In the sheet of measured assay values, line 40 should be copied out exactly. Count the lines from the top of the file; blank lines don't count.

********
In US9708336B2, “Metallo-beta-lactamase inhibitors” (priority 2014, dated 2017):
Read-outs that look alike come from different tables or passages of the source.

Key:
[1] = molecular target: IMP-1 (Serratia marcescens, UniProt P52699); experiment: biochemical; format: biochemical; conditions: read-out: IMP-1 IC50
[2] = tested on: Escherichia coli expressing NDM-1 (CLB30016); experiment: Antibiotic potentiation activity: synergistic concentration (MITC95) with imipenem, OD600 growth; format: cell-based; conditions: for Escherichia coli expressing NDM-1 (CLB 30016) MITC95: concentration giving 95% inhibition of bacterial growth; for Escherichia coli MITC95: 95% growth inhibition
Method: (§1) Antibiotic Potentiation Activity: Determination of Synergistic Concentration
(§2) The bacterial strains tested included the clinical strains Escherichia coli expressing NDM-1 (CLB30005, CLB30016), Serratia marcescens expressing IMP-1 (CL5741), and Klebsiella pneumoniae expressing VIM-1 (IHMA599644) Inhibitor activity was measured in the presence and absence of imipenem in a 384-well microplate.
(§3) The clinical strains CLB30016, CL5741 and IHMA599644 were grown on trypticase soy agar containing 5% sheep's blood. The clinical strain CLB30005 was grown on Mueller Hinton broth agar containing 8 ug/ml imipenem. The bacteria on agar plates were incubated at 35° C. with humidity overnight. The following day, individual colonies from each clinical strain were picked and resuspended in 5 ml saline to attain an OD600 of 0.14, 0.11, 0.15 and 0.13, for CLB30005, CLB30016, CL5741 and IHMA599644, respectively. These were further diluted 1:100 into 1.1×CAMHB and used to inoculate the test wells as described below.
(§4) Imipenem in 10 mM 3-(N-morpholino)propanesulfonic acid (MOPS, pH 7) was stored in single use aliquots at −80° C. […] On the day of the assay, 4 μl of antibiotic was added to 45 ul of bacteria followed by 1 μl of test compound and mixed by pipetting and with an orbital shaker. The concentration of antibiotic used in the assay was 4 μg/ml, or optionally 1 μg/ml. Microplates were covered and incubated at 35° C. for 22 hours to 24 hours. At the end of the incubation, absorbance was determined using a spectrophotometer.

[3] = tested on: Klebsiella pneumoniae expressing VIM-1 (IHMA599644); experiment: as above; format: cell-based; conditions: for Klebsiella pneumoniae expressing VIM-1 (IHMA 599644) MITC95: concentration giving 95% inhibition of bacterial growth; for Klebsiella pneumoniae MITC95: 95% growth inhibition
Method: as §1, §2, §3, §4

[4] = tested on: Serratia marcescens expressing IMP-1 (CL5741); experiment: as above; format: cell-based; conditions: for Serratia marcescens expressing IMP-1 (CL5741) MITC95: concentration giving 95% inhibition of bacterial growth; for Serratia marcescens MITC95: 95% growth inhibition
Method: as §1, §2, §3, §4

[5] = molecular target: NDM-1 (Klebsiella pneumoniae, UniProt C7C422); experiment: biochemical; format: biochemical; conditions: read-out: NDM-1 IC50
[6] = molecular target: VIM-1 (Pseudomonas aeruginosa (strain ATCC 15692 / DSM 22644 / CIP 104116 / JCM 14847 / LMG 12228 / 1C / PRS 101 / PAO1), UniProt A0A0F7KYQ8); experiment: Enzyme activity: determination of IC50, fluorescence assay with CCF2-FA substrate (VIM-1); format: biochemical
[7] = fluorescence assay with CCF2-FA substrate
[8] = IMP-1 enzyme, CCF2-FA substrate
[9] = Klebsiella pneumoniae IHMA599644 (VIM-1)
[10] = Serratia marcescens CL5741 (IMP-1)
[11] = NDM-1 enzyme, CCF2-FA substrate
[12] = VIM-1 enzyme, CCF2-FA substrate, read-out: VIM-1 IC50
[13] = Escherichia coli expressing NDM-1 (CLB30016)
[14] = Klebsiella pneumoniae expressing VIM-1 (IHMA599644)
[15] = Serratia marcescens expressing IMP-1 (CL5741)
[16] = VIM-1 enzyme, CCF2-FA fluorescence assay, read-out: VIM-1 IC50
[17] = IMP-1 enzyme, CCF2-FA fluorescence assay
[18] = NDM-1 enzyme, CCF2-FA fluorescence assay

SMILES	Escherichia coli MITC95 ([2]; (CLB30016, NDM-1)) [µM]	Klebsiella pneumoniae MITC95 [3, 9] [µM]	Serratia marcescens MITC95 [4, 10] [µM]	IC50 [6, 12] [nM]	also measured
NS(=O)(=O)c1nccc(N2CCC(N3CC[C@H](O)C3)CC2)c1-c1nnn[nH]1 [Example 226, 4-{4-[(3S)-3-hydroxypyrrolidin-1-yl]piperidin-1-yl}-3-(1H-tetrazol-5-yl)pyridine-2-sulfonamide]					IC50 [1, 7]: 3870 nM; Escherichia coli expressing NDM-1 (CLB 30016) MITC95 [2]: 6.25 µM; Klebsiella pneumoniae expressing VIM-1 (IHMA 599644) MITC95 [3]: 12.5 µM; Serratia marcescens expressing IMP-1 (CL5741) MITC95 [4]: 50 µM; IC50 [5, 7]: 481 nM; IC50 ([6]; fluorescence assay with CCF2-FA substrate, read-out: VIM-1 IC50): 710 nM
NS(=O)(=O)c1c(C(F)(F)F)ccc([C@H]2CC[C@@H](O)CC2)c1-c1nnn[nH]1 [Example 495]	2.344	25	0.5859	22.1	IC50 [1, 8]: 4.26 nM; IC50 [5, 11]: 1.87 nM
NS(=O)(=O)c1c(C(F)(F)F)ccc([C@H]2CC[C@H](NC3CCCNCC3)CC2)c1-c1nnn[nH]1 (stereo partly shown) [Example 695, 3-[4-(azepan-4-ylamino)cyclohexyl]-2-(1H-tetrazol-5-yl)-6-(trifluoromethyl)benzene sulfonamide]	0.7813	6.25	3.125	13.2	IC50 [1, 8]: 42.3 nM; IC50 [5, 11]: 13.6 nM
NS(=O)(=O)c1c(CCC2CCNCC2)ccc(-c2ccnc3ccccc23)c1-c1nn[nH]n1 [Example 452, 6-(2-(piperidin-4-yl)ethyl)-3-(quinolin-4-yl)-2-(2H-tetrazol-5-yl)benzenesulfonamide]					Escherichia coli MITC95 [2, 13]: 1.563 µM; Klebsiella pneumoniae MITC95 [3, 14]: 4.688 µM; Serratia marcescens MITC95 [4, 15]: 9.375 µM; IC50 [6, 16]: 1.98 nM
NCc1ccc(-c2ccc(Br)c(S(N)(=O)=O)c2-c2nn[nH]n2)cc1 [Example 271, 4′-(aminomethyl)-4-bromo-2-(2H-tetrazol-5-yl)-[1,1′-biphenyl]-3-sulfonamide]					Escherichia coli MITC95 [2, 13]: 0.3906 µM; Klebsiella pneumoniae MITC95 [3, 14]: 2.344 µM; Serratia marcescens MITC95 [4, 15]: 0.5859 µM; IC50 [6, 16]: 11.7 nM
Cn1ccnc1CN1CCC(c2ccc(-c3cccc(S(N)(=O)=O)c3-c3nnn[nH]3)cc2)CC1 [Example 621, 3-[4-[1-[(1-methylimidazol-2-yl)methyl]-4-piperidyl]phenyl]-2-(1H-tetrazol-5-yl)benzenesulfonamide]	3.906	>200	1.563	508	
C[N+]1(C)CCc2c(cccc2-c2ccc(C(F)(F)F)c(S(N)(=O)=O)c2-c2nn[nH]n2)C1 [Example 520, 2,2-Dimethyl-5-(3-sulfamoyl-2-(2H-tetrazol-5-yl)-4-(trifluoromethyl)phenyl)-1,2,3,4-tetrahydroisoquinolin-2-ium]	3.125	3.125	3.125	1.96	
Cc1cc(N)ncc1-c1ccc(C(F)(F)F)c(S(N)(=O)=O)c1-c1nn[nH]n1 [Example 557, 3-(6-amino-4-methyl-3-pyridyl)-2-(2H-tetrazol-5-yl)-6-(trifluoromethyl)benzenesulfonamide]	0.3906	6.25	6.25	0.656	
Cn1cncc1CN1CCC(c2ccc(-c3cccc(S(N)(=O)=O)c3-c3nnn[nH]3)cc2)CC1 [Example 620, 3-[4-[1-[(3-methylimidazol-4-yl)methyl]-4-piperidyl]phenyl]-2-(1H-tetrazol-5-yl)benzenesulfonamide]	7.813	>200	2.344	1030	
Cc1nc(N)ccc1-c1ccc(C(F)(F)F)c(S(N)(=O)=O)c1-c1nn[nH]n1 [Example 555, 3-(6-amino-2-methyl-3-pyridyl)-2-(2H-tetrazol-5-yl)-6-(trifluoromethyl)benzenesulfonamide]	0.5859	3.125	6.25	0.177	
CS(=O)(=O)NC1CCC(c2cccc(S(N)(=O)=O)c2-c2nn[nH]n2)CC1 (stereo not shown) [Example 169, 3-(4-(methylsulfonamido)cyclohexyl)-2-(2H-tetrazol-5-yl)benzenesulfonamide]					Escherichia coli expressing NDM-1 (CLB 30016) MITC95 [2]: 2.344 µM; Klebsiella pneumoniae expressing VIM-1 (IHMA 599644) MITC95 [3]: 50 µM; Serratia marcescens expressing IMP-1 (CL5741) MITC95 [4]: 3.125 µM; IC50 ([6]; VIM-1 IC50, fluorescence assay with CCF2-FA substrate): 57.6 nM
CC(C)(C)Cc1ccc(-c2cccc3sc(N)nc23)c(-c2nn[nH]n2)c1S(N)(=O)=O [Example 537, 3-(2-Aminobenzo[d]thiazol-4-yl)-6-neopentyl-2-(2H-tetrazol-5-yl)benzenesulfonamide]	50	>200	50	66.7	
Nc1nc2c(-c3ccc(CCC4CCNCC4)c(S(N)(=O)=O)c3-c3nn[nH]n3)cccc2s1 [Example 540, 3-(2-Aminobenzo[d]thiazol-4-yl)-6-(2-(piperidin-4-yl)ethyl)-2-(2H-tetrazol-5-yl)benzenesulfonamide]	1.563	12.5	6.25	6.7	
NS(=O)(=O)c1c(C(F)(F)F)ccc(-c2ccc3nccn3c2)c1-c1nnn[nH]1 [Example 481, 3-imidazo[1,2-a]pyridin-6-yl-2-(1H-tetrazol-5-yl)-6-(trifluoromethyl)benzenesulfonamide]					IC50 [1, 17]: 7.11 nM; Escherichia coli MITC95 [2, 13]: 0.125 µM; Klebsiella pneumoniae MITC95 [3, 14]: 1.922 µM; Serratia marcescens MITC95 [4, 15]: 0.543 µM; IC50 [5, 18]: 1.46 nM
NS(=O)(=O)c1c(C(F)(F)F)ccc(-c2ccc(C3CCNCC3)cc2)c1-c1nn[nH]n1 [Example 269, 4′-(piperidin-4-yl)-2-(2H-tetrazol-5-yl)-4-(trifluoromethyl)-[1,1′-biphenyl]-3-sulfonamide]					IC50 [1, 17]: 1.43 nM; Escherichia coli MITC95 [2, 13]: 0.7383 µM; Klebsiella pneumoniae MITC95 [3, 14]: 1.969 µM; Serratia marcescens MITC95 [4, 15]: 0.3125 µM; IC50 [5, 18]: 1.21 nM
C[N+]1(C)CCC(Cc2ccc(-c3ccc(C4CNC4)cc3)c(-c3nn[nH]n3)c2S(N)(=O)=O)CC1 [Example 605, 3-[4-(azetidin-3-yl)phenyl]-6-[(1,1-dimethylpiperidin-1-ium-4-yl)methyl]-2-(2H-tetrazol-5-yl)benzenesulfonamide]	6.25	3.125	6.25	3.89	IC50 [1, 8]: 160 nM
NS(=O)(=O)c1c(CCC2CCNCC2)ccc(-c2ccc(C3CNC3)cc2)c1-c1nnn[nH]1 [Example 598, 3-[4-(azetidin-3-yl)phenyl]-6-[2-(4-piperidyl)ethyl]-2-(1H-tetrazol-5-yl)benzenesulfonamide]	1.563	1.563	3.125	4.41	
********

CC(C)(C)Cc1ccc(-c2cccc3sc(N)nc23)c(-c2nn[nH]n2)c1S(N)(=O)=O [Example 537, 3-(2-Aminobenzo[d]thiazol-4-yl)-6-neopentyl-2-(2H-tetrazol-5-yl)benzenesulfonamide]	50	>200	50	66.7	